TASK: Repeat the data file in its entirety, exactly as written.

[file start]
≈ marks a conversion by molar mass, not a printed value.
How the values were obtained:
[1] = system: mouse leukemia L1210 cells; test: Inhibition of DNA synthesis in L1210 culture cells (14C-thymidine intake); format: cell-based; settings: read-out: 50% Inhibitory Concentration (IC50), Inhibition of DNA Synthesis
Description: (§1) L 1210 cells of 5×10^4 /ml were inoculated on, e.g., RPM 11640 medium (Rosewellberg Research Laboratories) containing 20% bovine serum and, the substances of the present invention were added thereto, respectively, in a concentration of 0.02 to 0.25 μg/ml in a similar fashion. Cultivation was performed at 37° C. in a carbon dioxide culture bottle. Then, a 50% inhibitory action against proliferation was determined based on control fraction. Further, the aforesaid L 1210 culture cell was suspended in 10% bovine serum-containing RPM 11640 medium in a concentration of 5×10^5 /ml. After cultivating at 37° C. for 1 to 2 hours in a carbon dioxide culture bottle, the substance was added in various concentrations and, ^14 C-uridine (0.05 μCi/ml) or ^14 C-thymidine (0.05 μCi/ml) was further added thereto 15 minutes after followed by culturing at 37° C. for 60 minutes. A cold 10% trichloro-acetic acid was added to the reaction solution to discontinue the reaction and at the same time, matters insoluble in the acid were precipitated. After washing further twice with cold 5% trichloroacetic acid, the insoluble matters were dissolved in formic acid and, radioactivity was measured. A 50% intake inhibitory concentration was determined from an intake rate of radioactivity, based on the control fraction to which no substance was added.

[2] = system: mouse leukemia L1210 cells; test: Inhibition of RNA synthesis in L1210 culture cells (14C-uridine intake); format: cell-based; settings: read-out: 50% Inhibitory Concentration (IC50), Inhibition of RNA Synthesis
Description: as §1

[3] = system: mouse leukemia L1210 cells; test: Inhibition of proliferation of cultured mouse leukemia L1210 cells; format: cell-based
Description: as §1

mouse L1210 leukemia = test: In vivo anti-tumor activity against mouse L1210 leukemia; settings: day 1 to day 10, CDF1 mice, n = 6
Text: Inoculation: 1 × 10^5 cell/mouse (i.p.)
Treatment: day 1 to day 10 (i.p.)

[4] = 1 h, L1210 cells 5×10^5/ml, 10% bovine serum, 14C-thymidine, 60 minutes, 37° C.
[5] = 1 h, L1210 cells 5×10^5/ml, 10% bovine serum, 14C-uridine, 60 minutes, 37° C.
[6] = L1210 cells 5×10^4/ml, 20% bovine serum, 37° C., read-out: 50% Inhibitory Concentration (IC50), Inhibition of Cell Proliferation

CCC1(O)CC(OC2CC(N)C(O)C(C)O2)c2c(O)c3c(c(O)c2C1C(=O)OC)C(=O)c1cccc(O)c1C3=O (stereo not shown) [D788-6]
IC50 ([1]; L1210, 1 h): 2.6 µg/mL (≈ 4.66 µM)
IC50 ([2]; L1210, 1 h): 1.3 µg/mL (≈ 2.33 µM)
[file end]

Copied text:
≈ marks a conversion by molar mass, not a printed value.
How the values were obtained:
[1] = system: mouse leukemia L1210 cells; test: Inhibition of DNA synthesis in L1210 culture cells (14C-thymidine intake); format: cell-based; settings: read-out: 50% Inhibitory Concentration (IC50), Inhibition of DNA Synthesis
Description: (§1) L 1210 cells of 5×10^4 /ml were inoculated on, e.g., RPM 11640 medium (Rosewellberg Research Laboratories) containing 20% bovine serum and, the substances of the present invention were added thereto, respectively, in a concentration of 0.02 to 0.25 μg/ml in a similar fashion. Cultivation was performed at 37° C. in a carbon dioxide culture bottle. Then, a 50% inhibitory action against proliferation was determined based on control fraction. Further, the aforesaid L 1210 culture cell was suspended in 10% bovine serum-containing RPM 11640 medium in a concentration of 5×10^5 /ml. After cultivating at 37° C. for 1 to 2 hours in a carbon dioxide culture bottle, the substance was added in various concentrations and, ^14 C-uridine (0.05 μCi/ml) or ^14 C-thymidine (0.05 μCi/ml) was further added thereto 15 minutes after followed by culturing at 37° C. for 60 minutes. A cold 10% trichloro-acetic acid was added to the reaction solution to discontinue the reaction and at the same time, matters insoluble in the acid were precipitated. After washing further twice with cold 5% trichloroacetic acid, the insoluble matters were dissolved in formic acid and, radioactivity was measured. A 50% intake inhibitory concentration was determined from an intake rate of radioactivity, based on the control fraction to which no substance was added.

[2] = system: mouse leukemia L1210 cells; test: Inhibition of RNA synthesis in L1210 culture cells (14C-uridine intake); format: cell-based; settings: read-out: 50% Inhibitory Concentration (IC50), Inhibition of RNA Synthesis
Description: as §1

[3] = system: mouse leukemia L1210 cells; test: Inhibition of proliferation of cultured mouse leukemia L1210 cells; format: cell-based
Description: as §1

mouse L1210 leukemia = test: In vivo anti-tumor activity against mouse L1210 leukemia; settings: day 1 to day 10, CDF1 mice, n = 6
Text: Inoculation: 1 × 10^5 cell/mouse (i.p.)
Treatment: day 1 to day 10 (i.p.)

[4] = 1 h, L1210 cells 5×10^5/ml, 10% bovine serum, 14C-thymidine, 60 minutes, 37° C.
[5] = 1 h, L1210 cells 5×10^5/ml, 10% bovine serum, 14C-uridine, 60 minutes, 37° C.
[6] = L1210 cells 5×10^4/ml, 20% bovine serum, 37° C., read-out: 50% Inhibitory Concentration (IC50), Inhibition of Cell Proliferation

CCC1(O)CC(OC2CC(N)C(O)C(C)O2)c2c(O)c3c(c(O)c2C1C(=O)OC)C(=O)c1cccc(O)c1C3=O (stereo not shown) [D788-6]
IC50 ([1]; L1210, 1 h): 2.6 µg/mL (≈ 4.66 µM)
IC50 ([2]; L1210, 1 h): 1.3 µg/mL (≈ 2.33 µM)